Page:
The child, Charles Augustus Lindbergh, Jr., was never returned to his parents and the baby's body was found on May 12, 1932. The man convicted of the kidnapping and murder of Charles Augustus Lindbergh, Jr., was Bruno Richard Hauptmann, who was sentenced to death for the crime and electrocuted at Trenton State Prison on April 3, 1936.
What happened in the Lindbergh Kidnapping? The Lindbergh Kidnapping, referred to by the press of the time as "The Crime of the Century", was the abduction of the 20-month-old Charles Augustus Lindbergh, Jr., the son of aviator Charles Lindbergh and his wife Anne.
When did the Lindbergh Kidnapping happen? The Lindbergh Kidnapping occurred on the evening of Tuesday March 1, 1932
Where was the baby taken from? 20-month-old Charles Lindbergh, Jr., was abducted from his crib in the second-story nursery of the family's home in East Amwell, New Jersey, near the town of Hopewell.
What was the ransom in the Lindbergh Kidnapping? The kidnapping led to a 10-week nationwide search and the payment of a ransom of $50,000 on April 2, 1932.
What happened to the baby in the Lindbergh Kidnapping? The child was never returned to his parents. He was murdered by his kidnapper and the child's remains were found six weeks later on May 12, 1932 in roadside woodlands near Mount Rose, New Jersey.
Who was the kidnapper? The name of the kidnapper was Bruno Richard Hauptmann, who was convicted of the crime, sentenced to death and electrocuted at Trenton State Prison on April 3, 1936.
Facts about Lindbergh Kidnapping
The tragic Lindbergh Kidnapping attracted worldwide attention and led to a macabre media circus in which the press hailed the abduction as "The Crime of the Century".
Charles Lindberg Senior was the world famous aviator who had become a celebrity following the first solo, non-stop flight across the Atlantic Ocean in his airplane called the Spirit of St. Louis in May 1927.
The famous aviator married Anne Morrow, the daughter of Dwight Morrow, the U.S. ambassador to Mexico on May 1929.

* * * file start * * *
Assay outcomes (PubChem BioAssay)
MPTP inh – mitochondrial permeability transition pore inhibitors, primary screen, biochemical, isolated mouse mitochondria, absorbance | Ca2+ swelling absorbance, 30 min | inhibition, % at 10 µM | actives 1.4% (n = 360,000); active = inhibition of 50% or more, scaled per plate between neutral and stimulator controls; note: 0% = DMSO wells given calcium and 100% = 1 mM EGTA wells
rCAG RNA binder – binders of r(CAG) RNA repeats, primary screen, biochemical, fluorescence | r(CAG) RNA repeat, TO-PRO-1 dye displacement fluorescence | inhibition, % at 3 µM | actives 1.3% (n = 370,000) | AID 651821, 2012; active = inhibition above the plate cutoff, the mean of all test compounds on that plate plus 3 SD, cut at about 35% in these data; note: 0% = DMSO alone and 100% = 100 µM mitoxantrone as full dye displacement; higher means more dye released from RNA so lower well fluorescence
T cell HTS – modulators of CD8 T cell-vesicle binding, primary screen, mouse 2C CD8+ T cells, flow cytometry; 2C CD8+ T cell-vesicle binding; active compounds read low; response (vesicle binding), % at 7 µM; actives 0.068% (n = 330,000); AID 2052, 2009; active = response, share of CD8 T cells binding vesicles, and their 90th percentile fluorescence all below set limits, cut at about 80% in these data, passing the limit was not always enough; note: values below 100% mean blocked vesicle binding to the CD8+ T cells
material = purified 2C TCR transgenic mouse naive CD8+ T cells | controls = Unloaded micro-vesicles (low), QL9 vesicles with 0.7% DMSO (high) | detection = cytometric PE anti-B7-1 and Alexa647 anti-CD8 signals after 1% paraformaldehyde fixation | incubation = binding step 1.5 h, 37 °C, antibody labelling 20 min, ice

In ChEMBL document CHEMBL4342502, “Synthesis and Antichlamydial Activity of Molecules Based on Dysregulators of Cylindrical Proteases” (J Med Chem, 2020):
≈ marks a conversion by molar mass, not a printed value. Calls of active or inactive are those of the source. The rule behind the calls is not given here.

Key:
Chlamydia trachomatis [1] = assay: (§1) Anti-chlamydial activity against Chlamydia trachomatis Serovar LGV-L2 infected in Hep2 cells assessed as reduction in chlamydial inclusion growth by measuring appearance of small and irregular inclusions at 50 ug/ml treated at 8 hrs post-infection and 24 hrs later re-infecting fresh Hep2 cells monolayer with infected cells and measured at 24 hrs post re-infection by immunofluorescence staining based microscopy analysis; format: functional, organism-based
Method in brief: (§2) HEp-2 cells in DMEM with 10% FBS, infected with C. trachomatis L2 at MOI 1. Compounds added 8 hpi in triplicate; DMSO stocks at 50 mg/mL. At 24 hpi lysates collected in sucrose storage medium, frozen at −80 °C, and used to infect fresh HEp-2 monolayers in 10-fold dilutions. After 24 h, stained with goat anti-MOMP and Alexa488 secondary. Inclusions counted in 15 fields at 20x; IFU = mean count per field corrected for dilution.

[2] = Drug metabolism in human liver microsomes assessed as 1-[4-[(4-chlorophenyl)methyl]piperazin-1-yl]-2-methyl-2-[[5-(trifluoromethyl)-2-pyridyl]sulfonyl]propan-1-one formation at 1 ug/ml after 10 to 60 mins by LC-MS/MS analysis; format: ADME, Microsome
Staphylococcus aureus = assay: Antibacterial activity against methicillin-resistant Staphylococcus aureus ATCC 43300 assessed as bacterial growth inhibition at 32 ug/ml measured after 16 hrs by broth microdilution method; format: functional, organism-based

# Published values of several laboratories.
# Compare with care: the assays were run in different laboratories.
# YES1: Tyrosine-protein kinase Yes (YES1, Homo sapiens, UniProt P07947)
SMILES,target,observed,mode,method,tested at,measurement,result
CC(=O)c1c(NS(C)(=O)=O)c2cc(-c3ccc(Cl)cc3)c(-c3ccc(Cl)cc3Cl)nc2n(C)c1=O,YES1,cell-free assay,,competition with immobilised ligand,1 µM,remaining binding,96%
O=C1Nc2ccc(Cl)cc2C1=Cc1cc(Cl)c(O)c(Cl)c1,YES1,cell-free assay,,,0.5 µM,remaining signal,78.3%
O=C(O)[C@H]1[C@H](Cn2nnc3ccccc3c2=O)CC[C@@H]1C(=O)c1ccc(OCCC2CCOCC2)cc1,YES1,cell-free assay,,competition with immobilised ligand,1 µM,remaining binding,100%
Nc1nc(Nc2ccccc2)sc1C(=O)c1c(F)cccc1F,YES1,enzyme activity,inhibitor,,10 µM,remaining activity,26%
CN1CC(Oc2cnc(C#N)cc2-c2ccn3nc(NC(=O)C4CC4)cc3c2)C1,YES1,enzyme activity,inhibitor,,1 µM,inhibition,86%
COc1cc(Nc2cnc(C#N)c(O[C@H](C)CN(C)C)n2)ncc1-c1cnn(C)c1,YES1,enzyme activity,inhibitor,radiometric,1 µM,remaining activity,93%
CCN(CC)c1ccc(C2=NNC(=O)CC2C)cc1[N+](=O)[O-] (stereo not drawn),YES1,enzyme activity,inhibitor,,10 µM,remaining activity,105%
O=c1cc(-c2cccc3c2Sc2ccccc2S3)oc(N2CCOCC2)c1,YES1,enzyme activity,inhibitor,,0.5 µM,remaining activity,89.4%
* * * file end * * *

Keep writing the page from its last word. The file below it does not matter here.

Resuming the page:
The couple had a son, named Charles Lindbergh, Jr., on June 22, 1930 and set up home in East Amwell, New Jersey, near the town of Hopewell.
The baby's nursery was on the second-story of the house
The child’s abduction was discovered and reported to his parents, who were at home at the time, by the child’s nurse, Betty Gow, at approximately 10:00 p.m. on Tuesday March 1, 1932.
The police were called and made a thorough search of the premises. They discovered a ransom note, demanding $50,000, on the nursery window sill. The were no fingerprints or blood stains at the scene of the crime but footprints, that were impossible to measure, were found under the nursery window.
Nationwide appeals were made by the police to start negotiations with the kidnappers. Posters, like the one above, were distributed across the United States. Private Investigators were hired by the family to help in the search.
A second ransom note was received by Charles Lindbergh on March 6, 1932. The second ransom note was postmarked Brooklyn, New York and dated March 4, 1932. The ransom demand was increased to $70,000.
A series of ransom notes, thirteen in total, were received from the kidnapper and the ransom was eventually agreed at the original figure of $50,000.